To many small-business owners brought up in the affluent comforts of a free-market, democratic culture, corruption is something that happens over there but not here. From the policeman slipped banknotes to waive a speeding fine to the provincial governor whose price for a construction contract is a beach house and Mercedes, habitual bribery of public officials is a blight that helps keep the Third World in hopeless chaos and poverty, but from which the West is largely immune.

That is the sort of complacency against which the Society of British Aerospace Companies is warning manufacturers throughout the supply chain in the light of last month's conviction of the boss of a UK security consultancy for bribing Ugandan officials.

Every company doing business in corrupt parts of the world, even indirectly, is exposed to corruption's risk. Guarding against it is a matter not only of an ethical stance in the boardroom, but putting in place robust, practical measures to tell employees what is and is not permitted, and identify wrongdoing when it occurs.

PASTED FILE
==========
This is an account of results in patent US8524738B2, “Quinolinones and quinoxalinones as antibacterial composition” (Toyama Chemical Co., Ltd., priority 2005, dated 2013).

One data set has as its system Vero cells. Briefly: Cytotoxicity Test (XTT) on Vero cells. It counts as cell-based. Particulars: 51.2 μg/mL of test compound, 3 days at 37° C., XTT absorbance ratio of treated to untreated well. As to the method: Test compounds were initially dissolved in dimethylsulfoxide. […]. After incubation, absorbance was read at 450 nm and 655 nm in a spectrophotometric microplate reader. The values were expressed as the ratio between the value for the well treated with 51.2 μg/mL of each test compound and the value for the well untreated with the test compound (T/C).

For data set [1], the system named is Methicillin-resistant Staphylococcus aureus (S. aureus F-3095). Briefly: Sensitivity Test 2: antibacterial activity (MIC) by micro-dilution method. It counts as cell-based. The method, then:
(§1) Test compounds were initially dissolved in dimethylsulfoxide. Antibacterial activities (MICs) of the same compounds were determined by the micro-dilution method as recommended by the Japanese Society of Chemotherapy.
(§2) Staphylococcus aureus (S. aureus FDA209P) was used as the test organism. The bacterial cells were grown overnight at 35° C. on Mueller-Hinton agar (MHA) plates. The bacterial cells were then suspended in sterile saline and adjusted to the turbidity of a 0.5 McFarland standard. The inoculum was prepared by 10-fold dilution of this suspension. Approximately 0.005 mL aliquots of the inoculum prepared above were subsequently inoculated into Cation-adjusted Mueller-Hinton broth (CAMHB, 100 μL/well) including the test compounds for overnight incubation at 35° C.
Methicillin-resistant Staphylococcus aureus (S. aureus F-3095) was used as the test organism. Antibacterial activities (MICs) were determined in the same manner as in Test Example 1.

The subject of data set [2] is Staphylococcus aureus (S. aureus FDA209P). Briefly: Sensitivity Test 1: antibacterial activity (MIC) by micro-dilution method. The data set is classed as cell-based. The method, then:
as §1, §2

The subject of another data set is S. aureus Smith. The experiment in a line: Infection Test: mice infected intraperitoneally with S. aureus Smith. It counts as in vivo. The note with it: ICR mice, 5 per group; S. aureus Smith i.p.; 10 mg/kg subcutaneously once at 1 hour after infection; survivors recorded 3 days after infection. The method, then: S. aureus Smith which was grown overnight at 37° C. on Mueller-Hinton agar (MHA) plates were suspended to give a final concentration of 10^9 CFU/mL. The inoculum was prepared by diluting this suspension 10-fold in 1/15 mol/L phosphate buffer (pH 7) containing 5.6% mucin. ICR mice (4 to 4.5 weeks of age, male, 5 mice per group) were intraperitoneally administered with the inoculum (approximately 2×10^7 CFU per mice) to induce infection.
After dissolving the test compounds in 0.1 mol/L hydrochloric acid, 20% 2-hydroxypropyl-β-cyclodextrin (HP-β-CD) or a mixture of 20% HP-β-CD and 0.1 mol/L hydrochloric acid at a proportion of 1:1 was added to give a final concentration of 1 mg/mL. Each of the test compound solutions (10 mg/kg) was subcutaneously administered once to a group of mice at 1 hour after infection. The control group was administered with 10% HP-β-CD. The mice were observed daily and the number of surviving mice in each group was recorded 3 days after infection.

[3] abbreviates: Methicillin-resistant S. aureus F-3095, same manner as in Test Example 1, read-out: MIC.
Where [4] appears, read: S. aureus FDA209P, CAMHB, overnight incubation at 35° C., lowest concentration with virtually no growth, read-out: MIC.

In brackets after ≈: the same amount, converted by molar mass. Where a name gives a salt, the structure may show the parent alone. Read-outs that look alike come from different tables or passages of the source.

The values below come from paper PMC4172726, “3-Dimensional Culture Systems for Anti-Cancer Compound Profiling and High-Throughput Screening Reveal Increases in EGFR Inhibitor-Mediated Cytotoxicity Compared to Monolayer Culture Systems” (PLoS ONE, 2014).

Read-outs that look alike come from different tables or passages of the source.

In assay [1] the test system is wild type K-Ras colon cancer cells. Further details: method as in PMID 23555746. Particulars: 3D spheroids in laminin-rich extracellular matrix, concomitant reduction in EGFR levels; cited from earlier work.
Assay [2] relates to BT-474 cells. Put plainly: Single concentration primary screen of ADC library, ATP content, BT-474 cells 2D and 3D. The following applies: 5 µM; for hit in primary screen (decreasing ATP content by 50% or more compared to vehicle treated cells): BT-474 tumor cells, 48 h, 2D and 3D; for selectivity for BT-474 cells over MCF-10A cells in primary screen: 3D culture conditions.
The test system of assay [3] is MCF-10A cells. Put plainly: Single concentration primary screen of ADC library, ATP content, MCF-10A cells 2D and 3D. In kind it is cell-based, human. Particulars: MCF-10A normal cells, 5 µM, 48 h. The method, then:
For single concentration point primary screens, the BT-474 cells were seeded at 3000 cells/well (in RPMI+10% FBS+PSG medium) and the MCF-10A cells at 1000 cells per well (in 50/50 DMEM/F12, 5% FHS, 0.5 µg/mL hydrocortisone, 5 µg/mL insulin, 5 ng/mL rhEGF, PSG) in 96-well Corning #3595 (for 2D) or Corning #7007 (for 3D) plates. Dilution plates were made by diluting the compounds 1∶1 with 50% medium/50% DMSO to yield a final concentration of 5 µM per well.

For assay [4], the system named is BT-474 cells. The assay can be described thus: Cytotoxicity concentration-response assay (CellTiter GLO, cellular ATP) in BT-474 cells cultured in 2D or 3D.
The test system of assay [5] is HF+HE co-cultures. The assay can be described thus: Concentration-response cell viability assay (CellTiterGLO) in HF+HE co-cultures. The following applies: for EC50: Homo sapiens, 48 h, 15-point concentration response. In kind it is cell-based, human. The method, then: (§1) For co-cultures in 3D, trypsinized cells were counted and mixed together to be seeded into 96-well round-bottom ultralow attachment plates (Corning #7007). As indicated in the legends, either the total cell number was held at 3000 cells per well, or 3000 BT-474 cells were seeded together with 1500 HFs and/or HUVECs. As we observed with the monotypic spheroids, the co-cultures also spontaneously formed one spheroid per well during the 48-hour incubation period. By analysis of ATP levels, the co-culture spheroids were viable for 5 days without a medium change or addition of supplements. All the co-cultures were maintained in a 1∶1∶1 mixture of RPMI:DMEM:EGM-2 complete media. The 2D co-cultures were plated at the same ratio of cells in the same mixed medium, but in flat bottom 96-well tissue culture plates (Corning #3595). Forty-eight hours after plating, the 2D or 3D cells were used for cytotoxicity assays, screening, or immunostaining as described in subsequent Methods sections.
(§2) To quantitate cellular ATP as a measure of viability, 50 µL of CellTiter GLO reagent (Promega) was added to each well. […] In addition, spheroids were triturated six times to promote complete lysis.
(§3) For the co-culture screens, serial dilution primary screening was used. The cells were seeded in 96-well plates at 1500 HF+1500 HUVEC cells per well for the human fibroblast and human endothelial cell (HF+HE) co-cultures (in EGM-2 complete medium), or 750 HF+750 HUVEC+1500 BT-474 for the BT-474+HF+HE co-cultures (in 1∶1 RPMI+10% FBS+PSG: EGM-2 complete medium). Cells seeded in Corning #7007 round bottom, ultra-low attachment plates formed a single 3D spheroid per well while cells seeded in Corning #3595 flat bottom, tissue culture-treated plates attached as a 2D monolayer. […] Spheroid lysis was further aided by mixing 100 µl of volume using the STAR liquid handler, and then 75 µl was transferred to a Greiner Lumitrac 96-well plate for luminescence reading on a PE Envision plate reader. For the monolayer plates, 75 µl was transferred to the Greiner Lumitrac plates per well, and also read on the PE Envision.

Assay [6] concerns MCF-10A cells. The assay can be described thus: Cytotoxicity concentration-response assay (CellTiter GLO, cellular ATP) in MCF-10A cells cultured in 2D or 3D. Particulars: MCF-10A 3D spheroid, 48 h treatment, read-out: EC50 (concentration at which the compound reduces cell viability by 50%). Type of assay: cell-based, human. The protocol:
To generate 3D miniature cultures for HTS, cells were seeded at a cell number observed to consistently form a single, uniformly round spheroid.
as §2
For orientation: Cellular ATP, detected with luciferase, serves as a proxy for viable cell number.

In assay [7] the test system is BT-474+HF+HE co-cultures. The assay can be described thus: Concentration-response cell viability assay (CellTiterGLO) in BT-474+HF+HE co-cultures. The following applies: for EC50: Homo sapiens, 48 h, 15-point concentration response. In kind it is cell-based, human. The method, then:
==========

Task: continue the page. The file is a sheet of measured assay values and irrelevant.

The BAE Systems Saudi affair thrust defence industry ethics into the spotlight. But it is lower in the market - the "commission" to the middle-ranking civil servant - where many problems lurk. For the industry as a whole, the consequences of failing to take ethics seriously will be a tarnished public reputation. For a single company, it could mean jail and corporate oblivion.

Source: Flight International